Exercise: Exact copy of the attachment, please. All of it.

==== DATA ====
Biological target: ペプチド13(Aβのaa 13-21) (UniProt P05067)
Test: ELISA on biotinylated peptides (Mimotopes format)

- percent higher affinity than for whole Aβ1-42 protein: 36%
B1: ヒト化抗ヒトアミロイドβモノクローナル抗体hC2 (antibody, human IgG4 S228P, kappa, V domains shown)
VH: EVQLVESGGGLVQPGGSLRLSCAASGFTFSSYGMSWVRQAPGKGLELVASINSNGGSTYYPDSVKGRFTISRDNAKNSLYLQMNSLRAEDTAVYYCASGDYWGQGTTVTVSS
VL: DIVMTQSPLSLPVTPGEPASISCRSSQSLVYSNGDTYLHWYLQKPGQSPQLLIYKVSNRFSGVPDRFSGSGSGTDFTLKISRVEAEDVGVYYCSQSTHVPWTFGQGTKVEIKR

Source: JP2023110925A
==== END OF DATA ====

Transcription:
Biological target: ペプチド13(Aβのaa 13-21) (UniProt P05067)
Test: ELISA on biotinylated peptides (Mimotopes format)

- percent higher affinity than for whole Aβ1-42 protein: 36%
B1: ヒト化抗ヒトアミロイドβモノクローナル抗体hC2 (antibody, human IgG4 S228P, kappa, V domains shown)
VH: EVQLVESGGGLVQPGGSLRLSCAASGFTFSSYGMSWVRQAPGKGLELVASINSNGGSTYYPDSVKGRFTISRDNAKNSLYLQMNSLRAEDTAVYYCASGDYWGQGTTVTVSS
VL: DIVMTQSPLSLPVTPGEPASISCRSSQSLVYSNGDTYLHWYLQKPGQSPQLLIYKVSNRFSGVPDRFSGSGSGTDFTLKISRVEAEDVGVYYCSQSTHVPWTFGQGTKVEIKR

Source: JP2023110925A